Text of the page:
An early anecdote recorded in Rob Bell’s controversial book, Love Wins, is of an art exhibit hosted at Bell’s church. A member of the church made a painting that incorporated quotes by Gandhi that as moving to other members of the church. Bell really appreciated it, but he didn’t appreciate that later on another church member affixed a note reading, “Too bad he’s going to burn in Hell.” Bell’s book is a response to people who praise the exclusivity of heaven and make it a point to judge people openly.
And in reflecting on this, I realize that the book isn’t just about how poorly behaved some Christians can be. This is a commentary on our culture in general. Read the rest of this entry
It is not uncommon these days to be curious about copyright laws and how they became the creature they are today. Not a month goes by without the mention of another lawsuit about someone breaking copyright law, either by copious downloading of material on the internet or by direct reference in something recorded and published. Copyright appears to be this limiting force that somehow costs people thousands of dollars. Honestly, that is all I really knew of copyrights – aside from the obvious “I own the rights to the work, so profits for original sales should go to me.”
Then I discovered James Boyle’s The Public Domain, which he has fittingly offered up for free download. The book is not the complete history of copyright law that I sought. Instead it was an overall easy read about the idea of copyright as well as its evolution to what it is today. It is also a commentary on what it should be. Read the rest of this entry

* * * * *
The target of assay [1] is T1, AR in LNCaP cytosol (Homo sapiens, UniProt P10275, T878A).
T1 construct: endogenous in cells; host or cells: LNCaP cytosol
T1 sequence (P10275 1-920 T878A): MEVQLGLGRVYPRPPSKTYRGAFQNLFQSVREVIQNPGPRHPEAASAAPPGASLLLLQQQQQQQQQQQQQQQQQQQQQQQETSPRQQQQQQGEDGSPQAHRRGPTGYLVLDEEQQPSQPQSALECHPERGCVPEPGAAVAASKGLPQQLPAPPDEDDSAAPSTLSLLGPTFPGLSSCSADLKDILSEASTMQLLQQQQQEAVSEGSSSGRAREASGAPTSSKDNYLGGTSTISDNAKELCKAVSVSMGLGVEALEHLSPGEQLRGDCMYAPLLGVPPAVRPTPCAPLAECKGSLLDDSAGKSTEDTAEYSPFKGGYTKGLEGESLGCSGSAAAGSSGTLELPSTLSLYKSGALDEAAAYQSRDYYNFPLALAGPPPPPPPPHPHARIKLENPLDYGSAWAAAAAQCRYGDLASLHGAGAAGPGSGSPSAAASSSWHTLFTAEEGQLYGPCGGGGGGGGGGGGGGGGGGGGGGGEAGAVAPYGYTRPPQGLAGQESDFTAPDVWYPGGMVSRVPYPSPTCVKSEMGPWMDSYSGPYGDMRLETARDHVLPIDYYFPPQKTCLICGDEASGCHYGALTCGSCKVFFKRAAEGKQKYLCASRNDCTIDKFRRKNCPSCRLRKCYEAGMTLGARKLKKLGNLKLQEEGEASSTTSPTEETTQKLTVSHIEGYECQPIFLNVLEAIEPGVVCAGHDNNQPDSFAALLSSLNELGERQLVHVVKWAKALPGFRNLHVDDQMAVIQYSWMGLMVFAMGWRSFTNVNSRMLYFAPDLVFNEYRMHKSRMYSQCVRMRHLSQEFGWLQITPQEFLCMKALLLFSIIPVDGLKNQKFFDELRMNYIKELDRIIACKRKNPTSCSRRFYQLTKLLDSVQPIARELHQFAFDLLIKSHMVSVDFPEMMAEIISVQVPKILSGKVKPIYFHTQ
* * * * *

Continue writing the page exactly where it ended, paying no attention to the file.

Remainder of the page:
As of late I have been on an interesting journey into what can be called modern mythology. A friend of mine is teaching a college English course, and she wants the students to consider looking at comic books and other articles of pop culture interest as the modern mythology of our lives. Since she has a lesser understanding of comic books than I do, she asked me for suggestions about what characters and books would be considered a modern mythology. Right now I have her working on a definition of modern mythology before we delve into things. From another direction, a friend of mine commented to me directly about my post about Jackpot, explaining to me that the vigilante archetype has been a member of the American monomyth for quite some time – and then she gave me book recommendations. I am currently waiting for the library to deliver those books, The Hero with a Thousand Faces and The American Monomyth, so that I can really get into what it all is. However, a few months ago I picked up a book by Joseph Campbell and Bill Moyers called The Power of Myth, which is a collection of conversations between the two scholars about the meaning of symbols and the workings of Campbell’s mind months before his death.